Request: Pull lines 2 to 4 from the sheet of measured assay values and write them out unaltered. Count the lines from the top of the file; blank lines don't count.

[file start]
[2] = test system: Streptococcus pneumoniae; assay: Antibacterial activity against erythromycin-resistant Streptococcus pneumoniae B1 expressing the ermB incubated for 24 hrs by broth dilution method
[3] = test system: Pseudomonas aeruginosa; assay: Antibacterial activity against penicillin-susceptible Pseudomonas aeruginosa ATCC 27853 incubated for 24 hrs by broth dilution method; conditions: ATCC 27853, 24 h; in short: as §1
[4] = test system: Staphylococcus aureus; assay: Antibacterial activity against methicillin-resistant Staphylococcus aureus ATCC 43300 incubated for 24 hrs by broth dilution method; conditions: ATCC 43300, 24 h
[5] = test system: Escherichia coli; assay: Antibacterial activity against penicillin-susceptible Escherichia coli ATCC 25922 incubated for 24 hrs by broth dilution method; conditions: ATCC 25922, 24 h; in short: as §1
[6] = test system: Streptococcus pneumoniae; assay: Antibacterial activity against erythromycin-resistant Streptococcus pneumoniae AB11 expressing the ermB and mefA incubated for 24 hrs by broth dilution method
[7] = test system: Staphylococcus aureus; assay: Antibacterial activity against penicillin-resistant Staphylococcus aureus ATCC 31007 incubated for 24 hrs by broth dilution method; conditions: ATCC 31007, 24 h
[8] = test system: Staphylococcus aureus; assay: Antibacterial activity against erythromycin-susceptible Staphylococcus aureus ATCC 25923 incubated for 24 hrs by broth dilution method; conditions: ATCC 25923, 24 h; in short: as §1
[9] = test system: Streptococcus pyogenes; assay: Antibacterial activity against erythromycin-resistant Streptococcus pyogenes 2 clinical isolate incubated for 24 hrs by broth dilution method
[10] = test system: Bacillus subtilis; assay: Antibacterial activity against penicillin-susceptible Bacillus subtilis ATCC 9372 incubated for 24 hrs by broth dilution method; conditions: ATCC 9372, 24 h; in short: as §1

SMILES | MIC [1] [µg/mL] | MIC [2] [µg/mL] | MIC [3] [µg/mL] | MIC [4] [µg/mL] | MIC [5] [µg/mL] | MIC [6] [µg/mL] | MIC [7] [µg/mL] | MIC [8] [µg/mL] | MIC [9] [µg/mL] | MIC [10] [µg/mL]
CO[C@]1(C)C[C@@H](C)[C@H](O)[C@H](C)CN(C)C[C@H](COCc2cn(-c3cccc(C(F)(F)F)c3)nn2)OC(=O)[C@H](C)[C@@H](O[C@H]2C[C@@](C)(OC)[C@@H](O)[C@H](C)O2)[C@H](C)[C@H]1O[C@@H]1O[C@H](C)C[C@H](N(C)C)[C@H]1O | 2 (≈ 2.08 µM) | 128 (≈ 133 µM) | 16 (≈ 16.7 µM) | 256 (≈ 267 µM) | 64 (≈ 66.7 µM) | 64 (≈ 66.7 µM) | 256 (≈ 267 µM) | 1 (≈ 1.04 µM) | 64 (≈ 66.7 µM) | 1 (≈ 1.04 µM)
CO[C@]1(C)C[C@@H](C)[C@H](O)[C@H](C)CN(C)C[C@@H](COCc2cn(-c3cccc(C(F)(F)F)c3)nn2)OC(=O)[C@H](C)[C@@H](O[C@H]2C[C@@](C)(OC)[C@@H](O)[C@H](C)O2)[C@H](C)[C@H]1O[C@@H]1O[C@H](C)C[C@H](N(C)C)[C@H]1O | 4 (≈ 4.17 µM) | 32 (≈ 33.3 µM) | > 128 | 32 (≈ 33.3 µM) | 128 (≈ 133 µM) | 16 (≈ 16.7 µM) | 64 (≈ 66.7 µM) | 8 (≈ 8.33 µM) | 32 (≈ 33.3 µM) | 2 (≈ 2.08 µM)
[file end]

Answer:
[3] = test system: Pseudomonas aeruginosa; assay: Antibacterial activity against penicillin-susceptible Pseudomonas aeruginosa ATCC 27853 incubated for 24 hrs by broth dilution method; conditions: ATCC 27853, 24 h; in short: as §1
[4] = test system: Staphylococcus aureus; assay: Antibacterial activity against methicillin-resistant Staphylococcus aureus ATCC 43300 incubated for 24 hrs by broth dilution method; conditions: ATCC 43300, 24 h
[5] = test system: Escherichia coli; assay: Antibacterial activity against penicillin-susceptible Escherichia coli ATCC 25922 incubated for 24 hrs by broth dilution method; conditions: ATCC 25922, 24 h; in short: as §1